CHARLOTTE, N.C., February 23, 2015 — A recent poll by the Brookings Institution had some interesting findings in its ranking of U.S. presidents.
Brookings pointed out that each year there are numerous surveys with similar considerations, and each poll must be intrepreted within the parameters of its on methodology.
In ranking President Obama, it was important to consider the fact that he still has roughly two years remaining in his presidency. Views of him will likely morph for better and worse until he moves out of the White House. As Brookings sees it, even George W. Bush remains in the early stages of his legacy. The Institution noted that the standings of both Dwight Eisenhower and Bill Clinton have improved over time as their administrations pass out of recent history and recede from the present.
With those considerations in mind, Brookings rated Barack Obama as the 18th best president out of 44. However, while that number may not have 50 shades of gray, it is close.
Traditionally, Lincoln, Washington and Franklin Roosevelt find themselves in the top tier with Jefferson and Theodore Roosevelt close behind.
The bottom tier consistently includes Harding, Buchanan, Pierce and Hoover.
Brookings reports that presidents who had shortened terms typically did not fare as well as their full-term counterparts. That could account for the overall feeling that while John F. Kennedy’s mystique thrives in the popular imagination, he is considered over-rated by presidential “experts.”
Considering Obama’s relatively high ranking, Brookings noted that he is regarded as one of the worst presidents in history by a 3-1 margin. In addition, over 60 percent of those polled believed Obama’s legacy will be graded as either average, below average or poor; the number of those who ranked him as outstanding has dropped to 6 percent, while those ranking him “average or worse” increased to 71 percent.
One noteworthy item was the consensus that Obama is the second most polarizing president in history. First place went to George W. Bush. Of course, those figures may be skewed due to their close proximity to the present and the more intensive media attention presidents get today.
The most difficult dimension of Obama’s performance to measure may be his effectiveness as president. How you see that is likely to depend on whether you approve of his policies.
Those who support the Obama agenda may generally believe he has accomplished a great deal. He came into office with the promise to “fundamentally change” America, and he certainly accomplished much of that task. We might consider him a success even if we dislike the changes, but we are much more likely to consider him a failure.
A recent e-mail that has been circulating the internet explains precisely this idea.
Says Obama in the message:
“I am not ‘incompetent.’ I am destroying American more quickly than anyone thought possible.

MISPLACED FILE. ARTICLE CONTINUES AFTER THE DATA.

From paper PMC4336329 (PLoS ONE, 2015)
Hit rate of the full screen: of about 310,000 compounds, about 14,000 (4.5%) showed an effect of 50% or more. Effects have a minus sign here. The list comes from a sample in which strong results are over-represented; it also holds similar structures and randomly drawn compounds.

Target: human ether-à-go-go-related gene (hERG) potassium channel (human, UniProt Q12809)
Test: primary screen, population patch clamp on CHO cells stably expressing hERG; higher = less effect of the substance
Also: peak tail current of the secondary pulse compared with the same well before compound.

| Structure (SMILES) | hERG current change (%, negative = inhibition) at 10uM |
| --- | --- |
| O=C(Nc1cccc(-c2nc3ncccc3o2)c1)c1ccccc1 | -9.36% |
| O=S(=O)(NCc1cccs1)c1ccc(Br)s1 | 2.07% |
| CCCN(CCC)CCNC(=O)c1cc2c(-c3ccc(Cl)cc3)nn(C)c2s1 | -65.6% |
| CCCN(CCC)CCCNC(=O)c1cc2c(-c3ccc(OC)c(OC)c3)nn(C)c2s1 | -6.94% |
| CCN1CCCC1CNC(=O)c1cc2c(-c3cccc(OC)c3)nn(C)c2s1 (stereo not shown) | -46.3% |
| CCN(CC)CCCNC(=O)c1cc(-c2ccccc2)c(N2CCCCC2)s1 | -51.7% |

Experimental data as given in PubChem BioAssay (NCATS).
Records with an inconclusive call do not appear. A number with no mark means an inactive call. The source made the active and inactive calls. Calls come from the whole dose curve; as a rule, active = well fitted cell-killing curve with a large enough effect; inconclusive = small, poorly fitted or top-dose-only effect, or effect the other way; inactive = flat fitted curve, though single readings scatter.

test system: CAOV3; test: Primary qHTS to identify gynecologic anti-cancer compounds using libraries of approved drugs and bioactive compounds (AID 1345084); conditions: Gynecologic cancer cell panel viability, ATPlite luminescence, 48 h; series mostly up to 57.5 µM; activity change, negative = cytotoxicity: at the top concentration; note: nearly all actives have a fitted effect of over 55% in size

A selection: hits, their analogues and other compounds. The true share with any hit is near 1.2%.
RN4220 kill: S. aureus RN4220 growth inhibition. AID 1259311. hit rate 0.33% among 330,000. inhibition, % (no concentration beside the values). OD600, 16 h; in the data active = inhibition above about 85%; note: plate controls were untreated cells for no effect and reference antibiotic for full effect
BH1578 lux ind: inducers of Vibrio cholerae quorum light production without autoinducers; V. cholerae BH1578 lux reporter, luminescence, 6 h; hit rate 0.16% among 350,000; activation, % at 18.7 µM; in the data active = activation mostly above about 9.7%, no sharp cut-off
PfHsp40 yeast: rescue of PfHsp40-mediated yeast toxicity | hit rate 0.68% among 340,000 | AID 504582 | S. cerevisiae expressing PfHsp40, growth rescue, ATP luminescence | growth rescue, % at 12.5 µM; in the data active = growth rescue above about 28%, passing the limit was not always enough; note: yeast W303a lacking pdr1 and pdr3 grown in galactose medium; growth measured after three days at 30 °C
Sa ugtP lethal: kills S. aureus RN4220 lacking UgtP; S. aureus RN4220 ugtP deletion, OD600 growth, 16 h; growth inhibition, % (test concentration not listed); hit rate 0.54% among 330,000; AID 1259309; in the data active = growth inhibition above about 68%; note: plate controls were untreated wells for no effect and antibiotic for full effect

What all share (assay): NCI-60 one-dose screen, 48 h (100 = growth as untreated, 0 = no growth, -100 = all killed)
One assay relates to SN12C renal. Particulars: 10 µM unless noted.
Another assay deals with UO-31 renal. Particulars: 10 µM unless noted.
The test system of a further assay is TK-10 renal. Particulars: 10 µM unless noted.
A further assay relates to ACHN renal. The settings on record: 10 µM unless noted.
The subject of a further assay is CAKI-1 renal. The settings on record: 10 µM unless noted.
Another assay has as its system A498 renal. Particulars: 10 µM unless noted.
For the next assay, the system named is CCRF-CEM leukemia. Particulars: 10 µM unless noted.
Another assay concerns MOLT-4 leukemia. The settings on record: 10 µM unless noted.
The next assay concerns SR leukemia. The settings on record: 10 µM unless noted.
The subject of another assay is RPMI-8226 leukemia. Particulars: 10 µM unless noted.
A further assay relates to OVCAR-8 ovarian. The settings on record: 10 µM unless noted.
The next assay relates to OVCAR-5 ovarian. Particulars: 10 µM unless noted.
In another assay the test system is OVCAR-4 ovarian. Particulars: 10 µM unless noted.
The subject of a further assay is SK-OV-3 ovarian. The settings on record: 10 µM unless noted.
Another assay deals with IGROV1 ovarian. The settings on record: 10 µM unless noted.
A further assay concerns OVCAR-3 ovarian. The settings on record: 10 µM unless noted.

“I am not ‘in over my head.’ I am advancing totalitarianism right under your noses.
“I am not ‘stupid.’ The ‘stupid’ are those who fail to see the danger I bring.
“I am not ‘failing.’ I am succeeding at every goal I have set.
“I am embracing your enemies and rejecting your friends. I am acting lawlessly and unconstitutionally. I am ignoring your Constitution. I am disobeying your laws. Your media is abetting me. Your congress is not stopping me. Those sworn to defend your Constitution are not removing me.
“I am ‘fundamentally transforming the United States of America.’”
Those are not the words of the president, nor are they based upon any criteria that would have been incorporated into the Brookings poll. However, they do reflect the deepest anxieties of many Americans.
With the recent stonewalling by Obama of the term “Islamic extremism” to describe global terror, those anxieties reinforce the negatives trotted out by his detractors. That is not an accident. It is a strategy.
There are 391 members of the American Political Science Association’s Presidents & Executive Politics section who participated in the Brookings survey.
It will be interesting to see how Obama rates over the years as history has more time to become “historic.” Obama has certainly been the most “aloof” president in recent memory. His transparency has been considerably less than promised, other than the fact that he is not difficult to “see through” when analyzing his objectives.
While all presidents are dishonest to some degree or another, it appears that Obama has taken the art of prevarication to new levels. In the meantime, “fundamental change” will continue, and I, for one, will not stop wondering how 26 other presidents could have been worse.
Bob Taylor has been traveling the world for more than 30 years as a writer and award winning television producer focusing on international events, people and cultures around the globe. Taylor is founder of The Magellan Travel Club (www.MagellanTravelClub.com)
Read more of What in the World and Bob Taylor at Communities Digital News. Follow Bob on Twitter @MrPeabod